‘Personal hygiene is first line of defence’
THE public should practice basic personal hygiene as the first line of defence against cholera, health officials have said.
Oral cholera vaccination rolled out by Government is a secondary measure to curb the disease.
Government launched the vaccination campaign in Budiriro, Harare on October 3, 2018 and an estimated 390 910 people have received a dose of the medication to date.
Last week, World Health Organisation cholera control expert Dr Marc Poncin said vaccination worked handin-glove with good hygiene.
“We encourage the public to continue drinking clean, safe water; wash fruits and vegetables with clean water before consumption; eat food whilst hot; use the toilets and avoid open defecation; and wash hands under clean running water with soap after using the toilet.
“Our aim is to prevent a second wave of cholera so the vaccination works hand-in -glove with good hygiene.”
Present interventions, Dr Marc said, gave local authorities headroom to come up with medium to long-term solutions to prevent future outbreaks.
According to WHO, a single dose of the vaccine provides immunity for six to 12 months, while the administration of a second dose lengthens the protection period to between three and five years.
“The vaccine should be administered in two doses and the second dose should be given not later than six months after the first dose. The second dose will be administered before March next year,” he said.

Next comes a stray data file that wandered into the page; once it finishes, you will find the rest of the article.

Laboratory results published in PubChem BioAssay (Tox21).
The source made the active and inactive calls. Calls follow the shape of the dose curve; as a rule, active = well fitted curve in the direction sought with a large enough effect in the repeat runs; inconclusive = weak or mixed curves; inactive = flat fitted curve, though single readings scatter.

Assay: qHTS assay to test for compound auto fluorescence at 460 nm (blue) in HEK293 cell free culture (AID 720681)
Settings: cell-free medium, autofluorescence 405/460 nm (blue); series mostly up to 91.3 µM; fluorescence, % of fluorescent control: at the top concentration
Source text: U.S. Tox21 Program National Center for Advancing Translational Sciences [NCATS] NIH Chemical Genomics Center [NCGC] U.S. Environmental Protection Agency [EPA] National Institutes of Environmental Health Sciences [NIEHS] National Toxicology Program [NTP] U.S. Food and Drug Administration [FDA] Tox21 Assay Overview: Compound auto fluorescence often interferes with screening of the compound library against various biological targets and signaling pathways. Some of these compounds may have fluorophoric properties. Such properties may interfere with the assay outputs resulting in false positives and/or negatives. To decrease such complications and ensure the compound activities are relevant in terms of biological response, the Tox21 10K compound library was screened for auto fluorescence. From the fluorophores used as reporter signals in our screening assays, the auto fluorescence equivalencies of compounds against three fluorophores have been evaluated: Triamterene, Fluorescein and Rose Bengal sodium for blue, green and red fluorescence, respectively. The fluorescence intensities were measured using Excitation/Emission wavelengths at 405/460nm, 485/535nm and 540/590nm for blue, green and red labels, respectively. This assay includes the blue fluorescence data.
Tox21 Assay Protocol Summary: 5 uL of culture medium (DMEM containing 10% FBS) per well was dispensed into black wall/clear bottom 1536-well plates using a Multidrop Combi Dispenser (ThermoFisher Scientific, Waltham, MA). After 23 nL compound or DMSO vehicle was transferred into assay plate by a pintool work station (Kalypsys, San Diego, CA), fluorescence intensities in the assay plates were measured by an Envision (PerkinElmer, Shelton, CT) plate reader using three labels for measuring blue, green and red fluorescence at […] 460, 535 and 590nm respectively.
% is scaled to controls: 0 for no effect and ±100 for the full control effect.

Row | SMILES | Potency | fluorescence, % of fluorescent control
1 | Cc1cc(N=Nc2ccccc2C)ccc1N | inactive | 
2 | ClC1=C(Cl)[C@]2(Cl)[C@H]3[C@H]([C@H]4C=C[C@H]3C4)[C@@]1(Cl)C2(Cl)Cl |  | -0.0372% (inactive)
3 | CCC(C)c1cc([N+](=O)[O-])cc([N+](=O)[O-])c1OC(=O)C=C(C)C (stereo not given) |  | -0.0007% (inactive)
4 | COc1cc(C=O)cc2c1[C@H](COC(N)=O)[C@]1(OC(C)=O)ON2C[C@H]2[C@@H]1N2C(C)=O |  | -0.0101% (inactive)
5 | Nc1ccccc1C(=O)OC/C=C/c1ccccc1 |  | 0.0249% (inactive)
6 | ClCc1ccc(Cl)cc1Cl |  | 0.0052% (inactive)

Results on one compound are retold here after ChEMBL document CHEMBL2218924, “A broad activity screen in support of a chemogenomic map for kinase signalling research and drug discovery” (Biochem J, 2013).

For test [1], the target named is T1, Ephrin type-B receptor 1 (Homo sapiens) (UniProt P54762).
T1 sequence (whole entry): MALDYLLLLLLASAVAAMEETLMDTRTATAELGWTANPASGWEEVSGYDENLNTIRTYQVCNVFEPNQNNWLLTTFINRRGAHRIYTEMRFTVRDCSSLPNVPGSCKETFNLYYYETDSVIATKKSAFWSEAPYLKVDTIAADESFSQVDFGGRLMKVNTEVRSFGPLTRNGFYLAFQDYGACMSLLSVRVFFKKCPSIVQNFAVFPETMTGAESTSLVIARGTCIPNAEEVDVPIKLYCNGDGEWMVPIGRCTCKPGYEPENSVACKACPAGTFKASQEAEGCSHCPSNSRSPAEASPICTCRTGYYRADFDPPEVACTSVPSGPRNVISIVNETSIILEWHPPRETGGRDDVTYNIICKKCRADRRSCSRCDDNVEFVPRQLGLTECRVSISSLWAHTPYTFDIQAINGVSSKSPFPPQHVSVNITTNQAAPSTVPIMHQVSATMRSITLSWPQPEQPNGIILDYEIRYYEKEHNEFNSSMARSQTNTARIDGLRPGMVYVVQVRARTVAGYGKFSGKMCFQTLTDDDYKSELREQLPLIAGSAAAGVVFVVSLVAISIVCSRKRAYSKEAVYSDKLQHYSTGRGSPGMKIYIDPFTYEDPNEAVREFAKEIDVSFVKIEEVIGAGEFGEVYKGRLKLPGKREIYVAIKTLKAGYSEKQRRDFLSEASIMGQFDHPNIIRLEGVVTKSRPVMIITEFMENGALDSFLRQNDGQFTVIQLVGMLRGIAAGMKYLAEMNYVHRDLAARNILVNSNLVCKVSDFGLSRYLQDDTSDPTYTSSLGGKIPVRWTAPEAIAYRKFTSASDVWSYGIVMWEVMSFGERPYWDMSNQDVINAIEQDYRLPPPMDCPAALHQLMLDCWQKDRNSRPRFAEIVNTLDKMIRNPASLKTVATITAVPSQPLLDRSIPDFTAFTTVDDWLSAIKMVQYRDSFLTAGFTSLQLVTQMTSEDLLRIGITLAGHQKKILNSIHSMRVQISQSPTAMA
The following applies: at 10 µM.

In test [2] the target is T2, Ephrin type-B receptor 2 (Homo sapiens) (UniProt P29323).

$2,6 million has been spent on vaccination, which is funded by Gavi — an international organisation founded in 2000 — with support from WHO.
To date, there have been less than 10 cases of negative reaction to the vaccine, and the second phase of the drive began last week and is expected to end on Thursday.
Dr Marc said, “We are vaccinating in nine suburbs in Harare in the second phase. We have 80 teams and over 1 000 trained workers. We are also going to vaccinate 9 000 Harare prison inmates and prison officers.”
Vaccination against cholera does not protect against any other diarrhoeal disease.
For Government to declare an end of the cholera outbreak, no new infections should be recorded for 14 consecutive days.
The Health and Child Care Ministry and WHO will begin administering 320 000 typhoid conjugate vaccines in November.